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What’s the biggest thyroid problem women face?

The most common is hypothyroidism, when the thyroid doesn’t make enough thyroid hormone.

Without this hormone, your metabolism slows and you may gain weight, feel sluggish and tired, and get depressed.

Your periods may become irregular and you may have dry skin and nails.

About 10% of all women have an underactive thyroid; the condition affects about only 3% of men.

What increases the risk of thyroid disease?
The types and frequency of thyroid disease vary around the world, based on the amount of iodine in the diet.

Smoking also increases risk.

Don’t we get enough iodine in our diets from iodized salt?
Overall, Americans have been getting enough iodine since salt iodization was started in the 1920s.

But the amount in the American diet has decreased by about half since the 1970s.

That’s partially due to a decline in the amount of [iodized] salt we eat.

But there’s also less iodine in certain foods than before, particularly cow’s milk and bread.

That’s because iodate dough conditioners are used less often by many bread manufacturers.

Also, federal legislation in the 1980s limited the amount of iodine in cattle feed, which may be one reason why milk has less iodine.

In fact, 30% of the salt we purchase for household use in this country isn’t iodized.

Most sea salt, for example, doesn’t contain iodine.

In addition, most of the salt we eat is in commercially processed foods and many commercial food processors use non-iodized salt.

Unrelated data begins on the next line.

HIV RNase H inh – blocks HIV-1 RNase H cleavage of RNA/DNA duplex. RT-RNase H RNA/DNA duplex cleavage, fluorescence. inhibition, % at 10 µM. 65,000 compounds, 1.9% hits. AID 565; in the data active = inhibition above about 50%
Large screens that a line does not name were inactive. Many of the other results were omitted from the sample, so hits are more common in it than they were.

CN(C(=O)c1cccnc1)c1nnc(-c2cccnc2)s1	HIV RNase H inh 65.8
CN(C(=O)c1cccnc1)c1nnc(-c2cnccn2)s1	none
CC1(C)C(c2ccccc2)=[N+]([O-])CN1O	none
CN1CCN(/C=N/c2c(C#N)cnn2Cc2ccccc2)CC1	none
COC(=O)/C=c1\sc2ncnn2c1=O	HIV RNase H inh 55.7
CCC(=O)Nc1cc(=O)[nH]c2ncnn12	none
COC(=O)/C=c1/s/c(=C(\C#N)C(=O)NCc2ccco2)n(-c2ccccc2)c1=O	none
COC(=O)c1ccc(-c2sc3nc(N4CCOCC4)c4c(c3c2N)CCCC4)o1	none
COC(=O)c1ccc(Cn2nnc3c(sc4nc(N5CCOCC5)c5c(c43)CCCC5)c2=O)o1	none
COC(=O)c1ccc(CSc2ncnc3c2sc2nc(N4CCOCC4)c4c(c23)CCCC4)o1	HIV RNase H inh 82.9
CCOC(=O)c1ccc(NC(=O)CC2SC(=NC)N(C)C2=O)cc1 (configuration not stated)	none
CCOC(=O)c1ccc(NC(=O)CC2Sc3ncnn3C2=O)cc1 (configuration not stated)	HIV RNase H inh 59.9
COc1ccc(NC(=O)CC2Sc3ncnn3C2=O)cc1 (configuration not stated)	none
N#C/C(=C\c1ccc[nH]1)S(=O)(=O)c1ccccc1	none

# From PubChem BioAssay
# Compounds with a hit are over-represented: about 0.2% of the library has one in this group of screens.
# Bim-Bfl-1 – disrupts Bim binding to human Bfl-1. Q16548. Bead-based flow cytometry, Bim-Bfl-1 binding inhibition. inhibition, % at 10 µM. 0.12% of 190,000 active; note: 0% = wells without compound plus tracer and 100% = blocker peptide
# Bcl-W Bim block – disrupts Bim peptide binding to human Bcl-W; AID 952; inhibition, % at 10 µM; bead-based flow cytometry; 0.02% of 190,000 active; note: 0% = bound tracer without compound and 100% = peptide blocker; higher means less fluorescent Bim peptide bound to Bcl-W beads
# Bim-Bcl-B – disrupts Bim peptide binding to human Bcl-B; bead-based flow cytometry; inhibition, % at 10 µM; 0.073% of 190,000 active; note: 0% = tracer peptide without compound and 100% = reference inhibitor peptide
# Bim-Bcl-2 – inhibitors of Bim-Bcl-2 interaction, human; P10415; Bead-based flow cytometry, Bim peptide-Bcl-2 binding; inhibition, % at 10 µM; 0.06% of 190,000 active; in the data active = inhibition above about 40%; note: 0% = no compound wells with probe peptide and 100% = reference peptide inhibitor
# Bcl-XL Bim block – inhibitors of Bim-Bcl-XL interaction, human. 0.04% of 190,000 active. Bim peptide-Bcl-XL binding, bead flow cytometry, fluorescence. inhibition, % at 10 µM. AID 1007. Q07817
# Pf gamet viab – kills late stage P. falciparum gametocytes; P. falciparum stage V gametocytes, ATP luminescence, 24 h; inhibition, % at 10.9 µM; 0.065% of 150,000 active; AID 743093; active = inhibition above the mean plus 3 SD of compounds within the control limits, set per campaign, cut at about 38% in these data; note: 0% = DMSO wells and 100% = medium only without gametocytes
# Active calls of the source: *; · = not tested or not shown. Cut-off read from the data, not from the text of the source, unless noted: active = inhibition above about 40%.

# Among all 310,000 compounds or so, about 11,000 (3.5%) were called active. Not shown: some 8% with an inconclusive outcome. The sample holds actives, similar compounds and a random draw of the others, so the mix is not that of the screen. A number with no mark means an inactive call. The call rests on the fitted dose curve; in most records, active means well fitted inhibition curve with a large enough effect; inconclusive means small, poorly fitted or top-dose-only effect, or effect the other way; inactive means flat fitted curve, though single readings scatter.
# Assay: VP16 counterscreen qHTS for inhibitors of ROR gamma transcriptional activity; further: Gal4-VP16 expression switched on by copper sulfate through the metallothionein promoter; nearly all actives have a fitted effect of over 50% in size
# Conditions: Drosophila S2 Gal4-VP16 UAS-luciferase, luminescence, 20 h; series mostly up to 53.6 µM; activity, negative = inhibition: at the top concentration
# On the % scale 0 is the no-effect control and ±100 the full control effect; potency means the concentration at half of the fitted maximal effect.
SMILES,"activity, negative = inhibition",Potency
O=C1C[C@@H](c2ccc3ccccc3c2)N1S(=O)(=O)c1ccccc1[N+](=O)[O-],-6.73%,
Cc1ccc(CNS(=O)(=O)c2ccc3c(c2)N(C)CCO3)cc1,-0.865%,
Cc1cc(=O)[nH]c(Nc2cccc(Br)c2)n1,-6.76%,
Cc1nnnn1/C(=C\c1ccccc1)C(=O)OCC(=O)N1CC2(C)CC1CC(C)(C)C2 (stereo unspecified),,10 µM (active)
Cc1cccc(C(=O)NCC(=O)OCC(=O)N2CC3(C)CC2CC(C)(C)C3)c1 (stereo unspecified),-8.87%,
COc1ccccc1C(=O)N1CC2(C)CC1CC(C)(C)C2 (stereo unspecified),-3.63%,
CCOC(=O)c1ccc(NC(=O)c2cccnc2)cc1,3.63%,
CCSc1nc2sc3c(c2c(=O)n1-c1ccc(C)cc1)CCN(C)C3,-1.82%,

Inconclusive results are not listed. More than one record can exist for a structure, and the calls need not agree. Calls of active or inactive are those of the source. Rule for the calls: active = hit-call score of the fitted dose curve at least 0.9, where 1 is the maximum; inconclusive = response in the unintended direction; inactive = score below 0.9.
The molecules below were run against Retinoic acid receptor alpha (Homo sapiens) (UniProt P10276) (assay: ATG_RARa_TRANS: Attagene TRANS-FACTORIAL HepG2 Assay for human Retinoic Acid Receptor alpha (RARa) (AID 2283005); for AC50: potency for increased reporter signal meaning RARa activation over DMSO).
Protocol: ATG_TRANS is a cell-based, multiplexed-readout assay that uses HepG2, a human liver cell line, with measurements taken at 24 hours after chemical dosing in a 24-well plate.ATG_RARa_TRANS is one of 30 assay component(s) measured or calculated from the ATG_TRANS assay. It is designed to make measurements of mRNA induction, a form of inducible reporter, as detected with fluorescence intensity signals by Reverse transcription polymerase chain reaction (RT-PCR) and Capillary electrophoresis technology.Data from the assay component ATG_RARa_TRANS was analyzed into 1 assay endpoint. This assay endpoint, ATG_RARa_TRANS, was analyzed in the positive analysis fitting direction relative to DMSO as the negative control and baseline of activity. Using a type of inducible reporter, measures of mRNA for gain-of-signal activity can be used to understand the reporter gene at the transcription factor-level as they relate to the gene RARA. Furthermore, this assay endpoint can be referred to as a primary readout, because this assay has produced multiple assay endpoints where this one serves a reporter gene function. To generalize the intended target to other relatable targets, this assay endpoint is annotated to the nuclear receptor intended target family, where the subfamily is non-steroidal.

Why is iodine deficiency a concern?
Iodine deficiency is a huge problem in some countries, especially for pregnant and breastfeeding women.

Because iodine is needed to make thyroid hormone, which is needed for brain development, iodine deficiency can cause brain damage in unborn babies.

In the U.S., the American Thyroid Association has recommended that all pregnant or breastfeeding women take a prenatal vitamin that contains 150 mcg of iodine daily.

Why do some women have thyroid problems after pregnancy too?
As many as 1 in 10 women develop postpartum thyroiditis – inflammation of the thyroid within several months after giving birth.

When the thyroid gets inflamed, it can leak out hormone, so you become a little hyperthyroid [when the gland overproduces thyroid hormone].

Then, when you run out of thyroid hormone, you may become hypothyroid until your gland heals.

Symptoms can be very subtle. Some women lose weight; others feel anxious.

You might blame these things on being a new mom. But if the diagnosis is missed, it’s not usually critical. If it’s really mild, you just watch it. The whole thing resolves within several months in most women.

If it’s severe, you may need treatment for the symptoms.

In most women, the hyperthyroid and hypothyroid phases last several weeks.

But not all women experience both phases. About 5% of women will be left with permanent hypothyroidism.

It tends to recur in subsequent pregnancies and it’s also more common in women with autoimmune diseases.

So should all pregnant women get a thyroid test?
The concern is that low thyroid hormone in pregnant women may be associated with lower IQ in their children.

Universal thyroid screening in expectant women has been controversial.

The American Association of Clinical Endocrinologists suggests that all pregnant women should be tested.

The American Congress of Obstetricians and Gynecologists says that asymptomatic women should not be tested. The Endocrine Society recommends testing if a woman has symptoms of hypothyroidism or if she has anti-thyroid antibodies, a family history of autoimmune disease or other risk factors for hypothyroidis

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